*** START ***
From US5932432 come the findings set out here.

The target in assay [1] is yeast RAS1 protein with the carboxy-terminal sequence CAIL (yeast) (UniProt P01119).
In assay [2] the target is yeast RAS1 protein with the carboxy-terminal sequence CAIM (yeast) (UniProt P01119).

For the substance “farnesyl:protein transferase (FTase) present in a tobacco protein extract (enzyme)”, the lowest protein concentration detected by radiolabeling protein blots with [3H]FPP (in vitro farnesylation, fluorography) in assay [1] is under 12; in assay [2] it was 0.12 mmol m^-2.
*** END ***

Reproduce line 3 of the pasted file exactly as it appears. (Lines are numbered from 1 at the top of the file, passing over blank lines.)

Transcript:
In assay [2] the target is yeast RAS1 protein with the carboxy-terminal sequence CAIM (yeast) (UniProt P01119).